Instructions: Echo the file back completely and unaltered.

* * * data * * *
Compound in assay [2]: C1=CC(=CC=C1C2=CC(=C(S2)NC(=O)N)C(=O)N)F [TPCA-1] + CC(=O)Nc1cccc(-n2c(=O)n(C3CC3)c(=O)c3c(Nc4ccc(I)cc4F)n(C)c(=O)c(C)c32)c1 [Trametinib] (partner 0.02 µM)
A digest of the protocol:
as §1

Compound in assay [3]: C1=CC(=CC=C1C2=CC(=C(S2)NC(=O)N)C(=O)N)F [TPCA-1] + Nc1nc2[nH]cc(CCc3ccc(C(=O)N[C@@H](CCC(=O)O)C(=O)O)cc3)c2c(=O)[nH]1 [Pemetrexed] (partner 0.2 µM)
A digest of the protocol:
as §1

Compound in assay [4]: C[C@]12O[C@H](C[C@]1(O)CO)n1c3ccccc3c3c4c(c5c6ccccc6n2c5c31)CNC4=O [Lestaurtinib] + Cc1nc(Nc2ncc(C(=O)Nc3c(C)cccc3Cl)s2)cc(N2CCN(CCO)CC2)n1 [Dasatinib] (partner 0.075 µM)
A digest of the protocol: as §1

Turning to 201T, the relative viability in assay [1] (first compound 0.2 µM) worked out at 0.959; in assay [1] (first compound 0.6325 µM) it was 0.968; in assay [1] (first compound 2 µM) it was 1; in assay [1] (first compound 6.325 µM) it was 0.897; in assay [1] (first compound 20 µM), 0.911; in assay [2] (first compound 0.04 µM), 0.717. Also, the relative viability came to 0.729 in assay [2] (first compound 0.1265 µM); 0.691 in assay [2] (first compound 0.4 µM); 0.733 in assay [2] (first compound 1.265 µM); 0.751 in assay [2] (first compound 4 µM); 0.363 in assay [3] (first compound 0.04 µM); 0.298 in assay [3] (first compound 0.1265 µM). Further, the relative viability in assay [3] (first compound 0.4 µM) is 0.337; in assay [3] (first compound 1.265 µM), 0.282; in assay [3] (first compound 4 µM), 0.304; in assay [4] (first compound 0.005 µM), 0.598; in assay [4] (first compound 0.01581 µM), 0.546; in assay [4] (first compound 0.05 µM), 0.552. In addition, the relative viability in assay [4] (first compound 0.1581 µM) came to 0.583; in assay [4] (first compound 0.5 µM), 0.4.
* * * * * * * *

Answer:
Compound in assay [2]: C1=CC(=CC=C1C2=CC(=C(S2)NC(=O)N)C(=O)N)F [TPCA-1] + CC(=O)Nc1cccc(-n2c(=O)n(C3CC3)c(=O)c3c(Nc4ccc(I)cc4F)n(C)c(=O)c(C)c32)c1 [Trametinib] (partner 0.02 µM)
A digest of the protocol:
as §1

Compound in assay [3]: C1=CC(=CC=C1C2=CC(=C(S2)NC(=O)N)C(=O)N)F [TPCA-1] + Nc1nc2[nH]cc(CCc3ccc(C(=O)N[C@@H](CCC(=O)O)C(=O)O)cc3)c2c(=O)[nH]1 [Pemetrexed] (partner 0.2 µM)
A digest of the protocol:
as §1

Compound in assay [4]: C[C@]12O[C@H](C[C@]1(O)CO)n1c3ccccc3c3c4c(c5c6ccccc6n2c5c31)CNC4=O [Lestaurtinib] + Cc1nc(Nc2ncc(C(=O)Nc3c(C)cccc3Cl)s2)cc(N2CCN(CCO)CC2)n1 [Dasatinib] (partner 0.075 µM)
A digest of the protocol: as §1

Turning to 201T, the relative viability in assay [1] (first compound 0.2 µM) worked out at 0.959; in assay [1] (first compound 0.6325 µM) it was 0.968; in assay [1] (first compound 2 µM) it was 1; in assay [1] (first compound 6.325 µM) it was 0.897; in assay [1] (first compound 20 µM), 0.911; in assay [2] (first compound 0.04 µM), 0.717. Also, the relative viability came to 0.729 in assay [2] (first compound 0.1265 µM); 0.691 in assay [2] (first compound 0.4 µM); 0.733 in assay [2] (first compound 1.265 µM); 0.751 in assay [2] (first compound 4 µM); 0.363 in assay [3] (first compound 0.04 µM); 0.298 in assay [3] (first compound 0.1265 µM). Further, the relative viability in assay [3] (first compound 0.4 µM) is 0.337; in assay [3] (first compound 1.265 µM), 0.282; in assay [3] (first compound 4 µM), 0.304; in assay [4] (first compound 0.005 µM), 0.598; in assay [4] (first compound 0.01581 µM), 0.546; in assay [4] (first compound 0.05 µM), 0.552. In addition, the relative viability in assay [4] (first compound 0.1581 µM) came to 0.583; in assay [4] (first compound 0.5 µM), 0.4.